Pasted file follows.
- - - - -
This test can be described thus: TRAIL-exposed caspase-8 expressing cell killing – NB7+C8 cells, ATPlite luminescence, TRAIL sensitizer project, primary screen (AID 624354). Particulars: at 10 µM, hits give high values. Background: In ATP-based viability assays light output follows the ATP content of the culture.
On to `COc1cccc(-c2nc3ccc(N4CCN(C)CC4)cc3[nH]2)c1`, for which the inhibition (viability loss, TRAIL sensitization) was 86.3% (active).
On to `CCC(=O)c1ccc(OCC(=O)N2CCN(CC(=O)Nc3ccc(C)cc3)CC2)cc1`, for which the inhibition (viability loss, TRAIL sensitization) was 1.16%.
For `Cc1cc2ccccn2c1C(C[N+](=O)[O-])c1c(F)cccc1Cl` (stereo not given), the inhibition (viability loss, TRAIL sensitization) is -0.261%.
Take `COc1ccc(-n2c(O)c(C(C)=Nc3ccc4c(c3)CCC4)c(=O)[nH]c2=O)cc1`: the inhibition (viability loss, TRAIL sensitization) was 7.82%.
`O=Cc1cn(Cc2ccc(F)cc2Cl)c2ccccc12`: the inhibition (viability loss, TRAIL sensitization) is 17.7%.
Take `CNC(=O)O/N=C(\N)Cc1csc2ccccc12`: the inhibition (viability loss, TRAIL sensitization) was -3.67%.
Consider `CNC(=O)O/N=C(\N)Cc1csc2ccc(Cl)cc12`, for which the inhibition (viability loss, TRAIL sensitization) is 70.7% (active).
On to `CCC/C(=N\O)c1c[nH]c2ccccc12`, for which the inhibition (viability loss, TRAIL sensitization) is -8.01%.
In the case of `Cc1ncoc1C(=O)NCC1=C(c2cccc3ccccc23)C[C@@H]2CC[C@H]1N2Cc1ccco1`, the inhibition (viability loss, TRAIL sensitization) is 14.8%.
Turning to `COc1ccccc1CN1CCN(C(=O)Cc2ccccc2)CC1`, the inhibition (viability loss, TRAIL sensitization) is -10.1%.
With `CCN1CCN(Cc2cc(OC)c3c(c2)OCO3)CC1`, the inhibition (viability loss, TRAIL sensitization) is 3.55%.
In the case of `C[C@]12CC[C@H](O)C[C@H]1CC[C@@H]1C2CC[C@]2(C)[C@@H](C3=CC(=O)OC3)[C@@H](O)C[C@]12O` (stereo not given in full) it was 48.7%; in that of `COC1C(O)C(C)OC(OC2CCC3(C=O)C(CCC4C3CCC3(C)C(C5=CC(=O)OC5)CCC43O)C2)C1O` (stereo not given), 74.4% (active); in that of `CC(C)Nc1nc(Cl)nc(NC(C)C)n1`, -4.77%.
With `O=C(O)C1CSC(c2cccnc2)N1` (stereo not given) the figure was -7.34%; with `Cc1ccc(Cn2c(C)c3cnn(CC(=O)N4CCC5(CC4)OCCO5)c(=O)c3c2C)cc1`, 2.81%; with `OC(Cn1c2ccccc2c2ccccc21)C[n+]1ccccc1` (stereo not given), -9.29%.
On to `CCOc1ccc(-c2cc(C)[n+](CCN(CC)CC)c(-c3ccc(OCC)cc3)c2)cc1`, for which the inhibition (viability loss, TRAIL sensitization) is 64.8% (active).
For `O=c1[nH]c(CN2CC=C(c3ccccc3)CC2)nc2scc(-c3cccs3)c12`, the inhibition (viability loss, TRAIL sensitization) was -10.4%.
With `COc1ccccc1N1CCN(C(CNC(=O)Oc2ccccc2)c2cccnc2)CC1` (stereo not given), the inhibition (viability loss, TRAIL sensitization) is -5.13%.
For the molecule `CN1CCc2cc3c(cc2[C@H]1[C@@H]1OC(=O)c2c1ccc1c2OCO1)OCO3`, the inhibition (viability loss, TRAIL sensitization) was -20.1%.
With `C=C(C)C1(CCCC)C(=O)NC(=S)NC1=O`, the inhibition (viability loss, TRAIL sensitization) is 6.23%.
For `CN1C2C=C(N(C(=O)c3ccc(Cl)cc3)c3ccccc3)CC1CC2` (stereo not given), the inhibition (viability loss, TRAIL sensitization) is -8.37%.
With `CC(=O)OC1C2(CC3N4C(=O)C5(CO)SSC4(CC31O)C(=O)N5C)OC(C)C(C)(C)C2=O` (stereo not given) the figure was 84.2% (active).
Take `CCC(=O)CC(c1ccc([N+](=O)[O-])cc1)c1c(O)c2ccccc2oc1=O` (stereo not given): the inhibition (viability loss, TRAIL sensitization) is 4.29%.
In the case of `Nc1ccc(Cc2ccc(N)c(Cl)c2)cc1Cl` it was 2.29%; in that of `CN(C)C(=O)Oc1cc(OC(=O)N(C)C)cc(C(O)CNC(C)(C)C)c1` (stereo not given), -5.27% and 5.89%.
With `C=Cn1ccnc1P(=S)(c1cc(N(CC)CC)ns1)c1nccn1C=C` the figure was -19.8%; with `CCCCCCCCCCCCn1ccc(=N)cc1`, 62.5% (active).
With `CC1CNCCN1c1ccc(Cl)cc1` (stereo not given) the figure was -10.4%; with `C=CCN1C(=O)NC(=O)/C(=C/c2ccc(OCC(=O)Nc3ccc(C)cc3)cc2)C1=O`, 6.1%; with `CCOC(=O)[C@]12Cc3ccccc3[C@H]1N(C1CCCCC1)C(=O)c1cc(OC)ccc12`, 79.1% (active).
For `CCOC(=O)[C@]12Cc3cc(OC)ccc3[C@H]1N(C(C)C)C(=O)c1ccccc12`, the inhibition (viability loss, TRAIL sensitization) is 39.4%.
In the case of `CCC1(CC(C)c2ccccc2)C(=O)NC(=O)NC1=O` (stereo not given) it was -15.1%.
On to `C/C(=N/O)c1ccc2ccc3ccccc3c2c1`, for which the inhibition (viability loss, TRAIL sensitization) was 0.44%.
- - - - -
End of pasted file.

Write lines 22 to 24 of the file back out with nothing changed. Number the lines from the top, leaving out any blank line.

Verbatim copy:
Take `CCC(=O)CC(c1ccc([N+](=O)[O-])cc1)c1c(O)c2ccccc2oc1=O` (stereo not given): the inhibition (viability loss, TRAIL sensitization) is 4.29%.
In the case of `Nc1ccc(Cc2ccc(N)c(Cl)c2)cc1Cl` it was 2.29%; in that of `CN(C)C(=O)Oc1cc(OC(=O)N(C)C)cc(C(O)CNC(C)(C)C)c1` (stereo not given), -5.27% and 5.89%.
With `C=Cn1ccnc1P(=S)(c1cc(N(CC)CC)ns1)c1nccn1C=C` the figure was -19.8%; with `CCCCCCCCCCCCn1ccc(=N)cc1`, 62.5% (active).